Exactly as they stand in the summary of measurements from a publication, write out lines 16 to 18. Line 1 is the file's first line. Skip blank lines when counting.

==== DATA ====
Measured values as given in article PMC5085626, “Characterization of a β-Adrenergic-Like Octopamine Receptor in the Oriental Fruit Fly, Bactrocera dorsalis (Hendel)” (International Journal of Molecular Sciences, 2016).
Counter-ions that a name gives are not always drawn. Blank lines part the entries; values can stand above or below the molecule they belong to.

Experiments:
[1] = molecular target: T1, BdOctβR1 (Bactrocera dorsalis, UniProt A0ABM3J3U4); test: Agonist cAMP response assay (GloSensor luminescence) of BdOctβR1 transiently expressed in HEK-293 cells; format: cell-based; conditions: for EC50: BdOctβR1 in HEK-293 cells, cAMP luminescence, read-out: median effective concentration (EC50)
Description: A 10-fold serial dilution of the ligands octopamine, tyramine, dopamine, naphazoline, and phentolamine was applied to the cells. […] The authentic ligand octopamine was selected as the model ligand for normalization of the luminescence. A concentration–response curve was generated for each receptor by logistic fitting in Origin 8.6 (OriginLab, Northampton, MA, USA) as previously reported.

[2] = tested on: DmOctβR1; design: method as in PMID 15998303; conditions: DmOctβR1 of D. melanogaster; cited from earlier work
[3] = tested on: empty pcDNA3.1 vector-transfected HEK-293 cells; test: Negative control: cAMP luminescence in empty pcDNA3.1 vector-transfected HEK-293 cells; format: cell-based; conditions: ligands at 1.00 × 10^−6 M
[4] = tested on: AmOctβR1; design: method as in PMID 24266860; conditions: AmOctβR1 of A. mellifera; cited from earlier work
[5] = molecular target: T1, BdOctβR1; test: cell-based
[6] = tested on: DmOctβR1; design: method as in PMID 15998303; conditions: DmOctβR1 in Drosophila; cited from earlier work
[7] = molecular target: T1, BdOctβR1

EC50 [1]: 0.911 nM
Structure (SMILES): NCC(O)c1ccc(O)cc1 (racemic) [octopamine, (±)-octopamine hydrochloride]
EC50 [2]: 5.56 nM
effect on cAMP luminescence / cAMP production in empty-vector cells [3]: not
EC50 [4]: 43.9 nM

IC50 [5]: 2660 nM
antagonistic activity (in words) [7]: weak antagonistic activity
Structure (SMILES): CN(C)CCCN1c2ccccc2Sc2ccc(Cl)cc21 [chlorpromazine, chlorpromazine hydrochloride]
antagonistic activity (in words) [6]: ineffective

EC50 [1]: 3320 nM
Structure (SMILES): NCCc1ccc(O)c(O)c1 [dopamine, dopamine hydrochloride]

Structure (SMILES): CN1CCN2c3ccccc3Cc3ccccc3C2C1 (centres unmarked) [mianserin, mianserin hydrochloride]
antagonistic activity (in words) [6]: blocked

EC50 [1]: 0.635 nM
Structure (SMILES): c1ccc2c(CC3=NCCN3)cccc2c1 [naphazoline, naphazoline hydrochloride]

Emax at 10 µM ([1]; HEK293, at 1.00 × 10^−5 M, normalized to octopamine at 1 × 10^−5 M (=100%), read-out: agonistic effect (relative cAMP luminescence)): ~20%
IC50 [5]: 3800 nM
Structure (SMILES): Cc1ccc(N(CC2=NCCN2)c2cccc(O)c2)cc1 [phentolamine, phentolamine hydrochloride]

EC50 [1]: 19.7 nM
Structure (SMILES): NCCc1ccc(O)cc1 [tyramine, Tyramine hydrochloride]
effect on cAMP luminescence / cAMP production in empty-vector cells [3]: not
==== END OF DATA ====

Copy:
EC50 [4]: 43.9 nM

IC50 [5]: 2660 nM
antagonistic activity (in words) [7]: weak antagonistic activity